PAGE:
New grant provides funding to market fresh local food to West Michigan residents
With farmers operating at slim margins, they often can't afford to individually market directly to consumers. This new USDA grant allows area farmers to pool their resources for stronger marketing muscle.
In an effort to increase sales of community supported agriculture shares (CSA) across West Michigan, Michigan State University Extension has partnered with two local organizations, the West Michigan Growers Group and Local First on a project funded by the USDA Farmers Market Promotion Program.
The initial seeds for this project were planted in April 2014 when a group of local market farmers in and around Grand Rapids contacted me for advice on ways the group could collaboratively market their CSA shares to the general public. The farmers felt that they were each individually spending the same amount of time and resources to try and market to the same audience. They believed that by combining their resources they could reach a larger audience with a more impactful message that would benefit all of the farmers by allowing for more CSA sales.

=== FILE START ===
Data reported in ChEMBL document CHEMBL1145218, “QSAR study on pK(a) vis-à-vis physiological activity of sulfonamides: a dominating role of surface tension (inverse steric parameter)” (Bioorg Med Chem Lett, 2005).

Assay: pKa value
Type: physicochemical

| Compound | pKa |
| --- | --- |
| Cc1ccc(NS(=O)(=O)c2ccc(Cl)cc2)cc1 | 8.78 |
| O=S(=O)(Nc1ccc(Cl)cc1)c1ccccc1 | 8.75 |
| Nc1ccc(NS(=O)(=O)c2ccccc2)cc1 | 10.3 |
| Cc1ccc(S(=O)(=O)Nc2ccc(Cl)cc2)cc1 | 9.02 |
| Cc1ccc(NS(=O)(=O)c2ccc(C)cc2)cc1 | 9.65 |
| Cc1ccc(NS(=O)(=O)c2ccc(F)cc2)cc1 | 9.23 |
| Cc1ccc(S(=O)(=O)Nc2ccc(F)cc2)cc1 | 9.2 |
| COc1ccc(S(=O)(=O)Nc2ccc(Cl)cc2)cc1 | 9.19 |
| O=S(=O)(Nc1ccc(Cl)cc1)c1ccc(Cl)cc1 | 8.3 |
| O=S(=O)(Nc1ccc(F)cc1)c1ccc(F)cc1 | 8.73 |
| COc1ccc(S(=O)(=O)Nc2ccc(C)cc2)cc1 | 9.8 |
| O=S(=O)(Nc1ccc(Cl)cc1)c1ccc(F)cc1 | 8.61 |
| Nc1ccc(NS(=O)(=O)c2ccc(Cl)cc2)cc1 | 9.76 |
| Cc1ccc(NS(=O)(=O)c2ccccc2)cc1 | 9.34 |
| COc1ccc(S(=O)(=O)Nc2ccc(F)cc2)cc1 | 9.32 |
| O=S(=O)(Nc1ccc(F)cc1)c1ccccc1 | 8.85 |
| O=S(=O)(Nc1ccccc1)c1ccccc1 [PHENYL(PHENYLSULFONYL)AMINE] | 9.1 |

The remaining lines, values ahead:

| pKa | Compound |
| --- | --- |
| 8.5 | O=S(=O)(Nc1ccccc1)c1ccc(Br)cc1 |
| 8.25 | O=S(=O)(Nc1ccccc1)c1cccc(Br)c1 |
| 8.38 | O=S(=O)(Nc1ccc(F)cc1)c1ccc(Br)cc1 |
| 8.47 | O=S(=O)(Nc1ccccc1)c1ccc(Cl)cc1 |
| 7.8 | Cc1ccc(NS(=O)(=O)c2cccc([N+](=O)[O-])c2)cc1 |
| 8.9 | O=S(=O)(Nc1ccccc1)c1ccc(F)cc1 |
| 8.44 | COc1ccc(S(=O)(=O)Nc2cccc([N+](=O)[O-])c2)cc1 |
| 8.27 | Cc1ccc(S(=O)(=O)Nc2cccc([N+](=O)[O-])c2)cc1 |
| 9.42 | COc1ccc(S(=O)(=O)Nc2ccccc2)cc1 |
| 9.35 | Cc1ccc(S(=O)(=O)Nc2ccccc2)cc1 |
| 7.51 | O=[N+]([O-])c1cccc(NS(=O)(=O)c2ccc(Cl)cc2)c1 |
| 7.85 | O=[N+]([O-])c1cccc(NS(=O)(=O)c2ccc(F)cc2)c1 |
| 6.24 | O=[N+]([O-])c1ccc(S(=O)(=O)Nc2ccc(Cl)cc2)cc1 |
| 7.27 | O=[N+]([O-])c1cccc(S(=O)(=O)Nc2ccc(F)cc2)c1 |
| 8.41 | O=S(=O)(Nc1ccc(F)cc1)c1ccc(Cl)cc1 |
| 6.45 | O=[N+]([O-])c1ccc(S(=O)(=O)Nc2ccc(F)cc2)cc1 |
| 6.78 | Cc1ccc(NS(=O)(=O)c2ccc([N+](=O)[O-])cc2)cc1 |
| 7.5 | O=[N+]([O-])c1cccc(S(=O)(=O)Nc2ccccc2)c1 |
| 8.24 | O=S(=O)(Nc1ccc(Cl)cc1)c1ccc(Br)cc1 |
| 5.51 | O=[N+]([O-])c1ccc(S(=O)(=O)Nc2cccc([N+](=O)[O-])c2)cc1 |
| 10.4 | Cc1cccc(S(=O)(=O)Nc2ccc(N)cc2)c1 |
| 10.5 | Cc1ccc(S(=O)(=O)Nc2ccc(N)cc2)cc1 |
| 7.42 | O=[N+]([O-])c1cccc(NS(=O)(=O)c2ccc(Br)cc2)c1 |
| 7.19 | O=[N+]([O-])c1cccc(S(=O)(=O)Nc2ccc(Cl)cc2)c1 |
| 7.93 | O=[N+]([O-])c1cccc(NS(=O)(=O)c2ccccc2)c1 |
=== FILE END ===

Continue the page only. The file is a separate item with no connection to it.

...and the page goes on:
These conversations were occurring simultaneously with the release of the 2014 Request for Proposals of the USDA Farmers Market Promotion Grant Program (FMPP). Continued under the newly signed Farm Bill, this program provides funding for projects that benefit farmers through the creation of increased direct marketing sales. Direct market sales occur when farmers sell “directly” to the consumer, and they can take place in a variety of ways, including: farmers markets, CSAs, on-farm markets, stands, or stores. This market is very important for small- and medium-sized growers and allows them to keep a higher percentage of the products value in their pockets, instead of going to a distributor or produce broker.
This initiative chose to focus specifically on the marketing side of CSA program development, which is typically an area where many farmers struggle. Not only do farmers have to put the time into growing food, but they must also put time into packaging, marketing, and selling their products. For a small farmer operating with slim margins, proper marketing of their product through CSAs or at farmers markets is critical to their business success.
This initiative will take much of the burden of marketing CSA shares to consumers off of the individual farmers and allow more time for them to focus on growing delicious fruits and vegetables. This article will be the first in a series devoted to educating consumers on the benefits of participating in a CSA and on different models that can be used to purchase CSA shares from around the country.
Stay tuned for more information on CSA’s in upcoming Michigan State University Extension news articles. If you are a farmer interested in starting a CSA or a consumer who is looking for the right CSA farm in your area contact your local MSU Extension community food systems educator through the MSU Extension find an expert page.
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